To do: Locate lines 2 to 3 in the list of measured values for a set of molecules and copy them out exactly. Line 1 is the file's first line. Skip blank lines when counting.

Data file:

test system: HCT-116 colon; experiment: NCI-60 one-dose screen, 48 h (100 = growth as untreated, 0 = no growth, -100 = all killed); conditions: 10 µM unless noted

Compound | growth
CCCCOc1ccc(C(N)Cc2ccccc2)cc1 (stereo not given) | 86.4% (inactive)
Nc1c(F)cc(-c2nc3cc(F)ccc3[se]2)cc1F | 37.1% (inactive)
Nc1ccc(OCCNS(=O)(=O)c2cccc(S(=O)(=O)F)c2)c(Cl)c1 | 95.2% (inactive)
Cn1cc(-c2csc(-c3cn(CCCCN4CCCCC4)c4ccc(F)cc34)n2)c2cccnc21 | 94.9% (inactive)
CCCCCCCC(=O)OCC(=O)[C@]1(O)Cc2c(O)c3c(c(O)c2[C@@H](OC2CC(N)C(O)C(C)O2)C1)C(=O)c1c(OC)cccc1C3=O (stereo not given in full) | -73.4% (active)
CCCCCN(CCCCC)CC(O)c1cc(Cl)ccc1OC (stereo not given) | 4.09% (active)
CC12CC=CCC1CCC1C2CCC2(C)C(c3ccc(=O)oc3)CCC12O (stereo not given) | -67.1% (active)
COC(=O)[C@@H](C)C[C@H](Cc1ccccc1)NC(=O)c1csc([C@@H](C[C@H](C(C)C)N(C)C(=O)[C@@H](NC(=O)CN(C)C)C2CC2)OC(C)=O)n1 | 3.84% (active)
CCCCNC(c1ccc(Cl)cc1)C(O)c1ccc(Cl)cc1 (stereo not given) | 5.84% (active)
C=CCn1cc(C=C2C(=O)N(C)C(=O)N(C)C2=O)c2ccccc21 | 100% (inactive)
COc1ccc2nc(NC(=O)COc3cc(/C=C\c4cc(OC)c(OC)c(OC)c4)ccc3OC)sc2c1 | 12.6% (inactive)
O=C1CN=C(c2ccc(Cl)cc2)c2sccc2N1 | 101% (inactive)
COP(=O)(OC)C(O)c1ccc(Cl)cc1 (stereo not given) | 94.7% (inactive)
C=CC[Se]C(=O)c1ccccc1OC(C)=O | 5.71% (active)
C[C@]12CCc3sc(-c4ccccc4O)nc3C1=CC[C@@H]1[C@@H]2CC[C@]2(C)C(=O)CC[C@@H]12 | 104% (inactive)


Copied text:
Compound | growth
CCCCOc1ccc(C(N)Cc2ccccc2)cc1 (stereo not given) | 86.4% (inactive)